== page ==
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Anchor rand view: Negative EM sentiment and SA’s debt burden weigh on the rand

Figure 1: Rand vs US dollar

Source: Anchor

Sentiment towards emerging markets (EMs) have turned very negative and, as a result, EM currencies have come under pressure. On Monday (6 April), the rand reached a new all-time low of R19.35/$1, with the local currency currently caught up in a tsunami of global events. The poor US jobs numbers sparked a risk-off sentiment towards EMs last week, with all EMs caught in the sell-off but South Africa (SA) even more so, suffering as it does from some self-inflicted problems. SA’s poor fiscal position, excessive debt burden, and recent downgrades by Moody’s and Fitch (with a likely S&P downgrade soon) as well as our impending expulsion from the World Government Bond Index (WGBI) all mean that, in a weak economic environment, SA will be punished and, consequently, the rand has weakened more than most EM currencies.

It was also reported on Monday that the ANC-led tripartite alliance, which includes the Congress of South African Trade Unions (COSATU) and the SA Communist Party (SACP), have written a letter to President Cyril Ramaphosa suggesting that the SA Reserve Bank (SARB) should rather print money (as a developmental mandate) or borrow from alternate sources (China, the SARB or prescribed assets [pensions]), instead of allowing National Treasury to approach the IMF. This makes no sense to us since all financial market participants have been clear that SA’s major problem is the country having too much debt. More debt does not deal with the fundamental problem of excessive government debt and, to the extent it is implemented without structural reforms, we expect the rand’s depreciation against the greenback could then accelerate as domestic issues come to the fore. So, much depends on how government chooses to navigate these difficult times. A major consequence of COVID-19 on SA is that our fiscal highway has been shortened and difficult decisions are becoming immediate as our debt burden rapidly becomes unsustainable.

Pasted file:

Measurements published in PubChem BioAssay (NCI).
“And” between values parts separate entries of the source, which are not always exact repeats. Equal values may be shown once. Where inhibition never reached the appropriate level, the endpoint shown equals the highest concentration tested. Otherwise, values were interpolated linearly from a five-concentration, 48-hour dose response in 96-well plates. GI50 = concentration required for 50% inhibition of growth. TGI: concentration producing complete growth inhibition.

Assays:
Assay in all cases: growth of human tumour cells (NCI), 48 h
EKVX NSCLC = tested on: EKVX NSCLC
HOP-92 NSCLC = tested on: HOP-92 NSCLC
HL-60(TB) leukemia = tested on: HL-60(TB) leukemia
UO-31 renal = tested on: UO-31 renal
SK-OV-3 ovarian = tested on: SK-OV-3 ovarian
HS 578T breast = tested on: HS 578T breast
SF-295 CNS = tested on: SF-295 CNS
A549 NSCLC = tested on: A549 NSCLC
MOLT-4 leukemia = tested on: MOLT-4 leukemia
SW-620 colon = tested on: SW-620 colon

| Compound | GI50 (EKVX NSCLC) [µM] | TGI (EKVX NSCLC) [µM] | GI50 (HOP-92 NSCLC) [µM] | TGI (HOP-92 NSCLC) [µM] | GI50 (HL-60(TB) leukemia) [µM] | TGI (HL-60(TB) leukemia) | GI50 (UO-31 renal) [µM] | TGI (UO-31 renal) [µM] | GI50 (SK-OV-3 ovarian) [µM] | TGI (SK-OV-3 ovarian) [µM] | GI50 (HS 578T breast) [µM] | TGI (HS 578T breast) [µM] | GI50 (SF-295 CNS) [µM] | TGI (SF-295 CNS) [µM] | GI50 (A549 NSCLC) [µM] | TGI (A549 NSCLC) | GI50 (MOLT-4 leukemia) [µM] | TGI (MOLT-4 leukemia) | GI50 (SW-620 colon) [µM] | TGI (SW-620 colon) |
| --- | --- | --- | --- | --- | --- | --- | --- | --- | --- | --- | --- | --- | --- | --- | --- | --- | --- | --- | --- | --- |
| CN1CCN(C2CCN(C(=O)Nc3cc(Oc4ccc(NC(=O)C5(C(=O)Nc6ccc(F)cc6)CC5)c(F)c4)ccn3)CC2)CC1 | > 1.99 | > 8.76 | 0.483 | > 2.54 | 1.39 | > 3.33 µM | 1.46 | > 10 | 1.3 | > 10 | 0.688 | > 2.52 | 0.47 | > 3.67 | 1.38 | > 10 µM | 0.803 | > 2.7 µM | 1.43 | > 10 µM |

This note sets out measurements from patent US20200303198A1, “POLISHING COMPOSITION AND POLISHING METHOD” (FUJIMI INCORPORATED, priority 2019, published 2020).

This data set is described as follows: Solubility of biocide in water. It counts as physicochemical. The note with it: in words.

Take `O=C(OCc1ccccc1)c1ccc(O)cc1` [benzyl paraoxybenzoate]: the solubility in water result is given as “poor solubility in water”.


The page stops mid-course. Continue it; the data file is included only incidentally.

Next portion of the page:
SA has a positive balance of trade at the moment and a weaker rand does help with our exports. Our main import is oil (for transport) and, fortunately, the current low oil price is keeping the rand-denominated fuel cost down. We expect that the oil price will recover towards $55/bbl in due course, which will create a significant inflationary effect for SA and will stifle our economy. We have benefitted from recent interest rate cuts but could see these benefits reversed should oil recover at a time when the rand is weak. The reality is that every imported good that we consume has effectively become 35% more expensive and the weaker rand is another symptom of investors losing confidence in the country.

Unfortunately, while not our base-case scenario, we are also currently still in the midst of the COVID-19 crisis and, in this environment, the rand could weaken to new record lows beyond what we have already seen. Nevertheless, we still think that, over the coming months, the COVID-19 crisis will pass, thus allowing the local unit to stage a recovery towards our fair value level of c. R15/$1. However, as highlighted, the rand’s fortunes are closely tied to global sentiment at present, which can be extremely fickle. On Tuesday (7 April), market sentiment was more positive towards EMs and the local currency is recovering slightly. We have been gradually repatriating foreign investments to reduce our exposure to the US dollar at current levels.

Figure 2: Actual rand/$ vs rand PPP model

Source: Bloomberg, Anchor



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